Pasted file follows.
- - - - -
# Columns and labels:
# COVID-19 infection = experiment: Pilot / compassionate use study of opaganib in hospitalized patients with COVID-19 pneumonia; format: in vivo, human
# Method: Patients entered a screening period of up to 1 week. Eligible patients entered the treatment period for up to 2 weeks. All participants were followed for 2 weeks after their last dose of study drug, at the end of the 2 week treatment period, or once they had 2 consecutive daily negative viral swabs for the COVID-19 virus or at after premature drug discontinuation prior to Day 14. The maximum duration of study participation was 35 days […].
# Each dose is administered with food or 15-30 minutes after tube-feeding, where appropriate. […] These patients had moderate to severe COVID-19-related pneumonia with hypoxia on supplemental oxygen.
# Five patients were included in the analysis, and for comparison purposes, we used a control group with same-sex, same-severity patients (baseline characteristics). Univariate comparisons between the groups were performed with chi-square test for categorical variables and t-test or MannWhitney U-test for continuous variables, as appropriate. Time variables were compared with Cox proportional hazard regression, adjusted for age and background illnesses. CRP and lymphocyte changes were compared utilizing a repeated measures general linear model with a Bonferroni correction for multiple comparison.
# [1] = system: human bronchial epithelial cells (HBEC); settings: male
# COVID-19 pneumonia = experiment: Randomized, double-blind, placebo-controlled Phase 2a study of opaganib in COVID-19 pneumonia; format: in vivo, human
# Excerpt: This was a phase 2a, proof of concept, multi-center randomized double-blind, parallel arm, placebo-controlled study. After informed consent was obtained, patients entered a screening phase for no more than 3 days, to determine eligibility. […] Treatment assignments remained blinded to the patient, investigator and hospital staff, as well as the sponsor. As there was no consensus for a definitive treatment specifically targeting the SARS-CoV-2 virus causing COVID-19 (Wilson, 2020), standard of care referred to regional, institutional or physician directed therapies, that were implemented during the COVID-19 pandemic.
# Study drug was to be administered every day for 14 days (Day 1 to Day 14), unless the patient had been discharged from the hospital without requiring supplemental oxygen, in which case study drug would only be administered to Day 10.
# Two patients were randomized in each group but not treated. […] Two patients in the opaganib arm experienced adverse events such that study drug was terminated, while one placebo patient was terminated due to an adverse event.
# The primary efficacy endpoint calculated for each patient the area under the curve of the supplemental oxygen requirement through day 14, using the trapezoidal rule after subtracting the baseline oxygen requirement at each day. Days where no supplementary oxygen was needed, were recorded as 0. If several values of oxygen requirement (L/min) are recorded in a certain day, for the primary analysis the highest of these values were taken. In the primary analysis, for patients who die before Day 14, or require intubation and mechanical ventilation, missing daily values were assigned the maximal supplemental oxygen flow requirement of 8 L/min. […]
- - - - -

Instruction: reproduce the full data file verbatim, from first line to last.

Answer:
# Columns and labels:
# COVID-19 infection = experiment: Pilot / compassionate use study of opaganib in hospitalized patients with COVID-19 pneumonia; format: in vivo, human
# Method: Patients entered a screening period of up to 1 week. Eligible patients entered the treatment period for up to 2 weeks. All participants were followed for 2 weeks after their last dose of study drug, at the end of the 2 week treatment period, or once they had 2 consecutive daily negative viral swabs for the COVID-19 virus or at after premature drug discontinuation prior to Day 14. The maximum duration of study participation was 35 days […].
# Each dose is administered with food or 15-30 minutes after tube-feeding, where appropriate. […] These patients had moderate to severe COVID-19-related pneumonia with hypoxia on supplemental oxygen.
# Five patients were included in the analysis, and for comparison purposes, we used a control group with same-sex, same-severity patients (baseline characteristics). Univariate comparisons between the groups were performed with chi-square test for categorical variables and t-test or MannWhitney U-test for continuous variables, as appropriate. Time variables were compared with Cox proportional hazard regression, adjusted for age and background illnesses. CRP and lymphocyte changes were compared utilizing a repeated measures general linear model with a Bonferroni correction for multiple comparison.
# [1] = system: human bronchial epithelial cells (HBEC); settings: male
# COVID-19 pneumonia = experiment: Randomized, double-blind, placebo-controlled Phase 2a study of opaganib in COVID-19 pneumonia; format: in vivo, human
# Excerpt: This was a phase 2a, proof of concept, multi-center randomized double-blind, parallel arm, placebo-controlled study. After informed consent was obtained, patients entered a screening phase for no more than 3 days, to determine eligibility. […] Treatment assignments remained blinded to the patient, investigator and hospital staff, as well as the sponsor. As there was no consensus for a definitive treatment specifically targeting the SARS-CoV-2 virus causing COVID-19 (Wilson, 2020), standard of care referred to regional, institutional or physician directed therapies, that were implemented during the COVID-19 pandemic.
# Study drug was to be administered every day for 14 days (Day 1 to Day 14), unless the patient had been discharged from the hospital without requiring supplemental oxygen, in which case study drug would only be administered to Day 10.
# Two patients were randomized in each group but not treated. […] Two patients in the opaganib arm experienced adverse events such that study drug was terminated, while one placebo patient was terminated due to an adverse event.
# The primary efficacy endpoint calculated for each patient the area under the curve of the supplemental oxygen requirement through day 14, using the trapezoidal rule after subtracting the baseline oxygen requirement at each day. Days where no supplementary oxygen was needed, were recorded as 0. If several values of oxygen requirement (L/min) are recorded in a certain day, for the primary analysis the highest of these values were taken. In the primary analysis, for patients who die before Day 14, or require intubation and mechanical ventilation, missing daily values were assigned the maximal supplemental oxygen flow requirement of 8 L/min. […]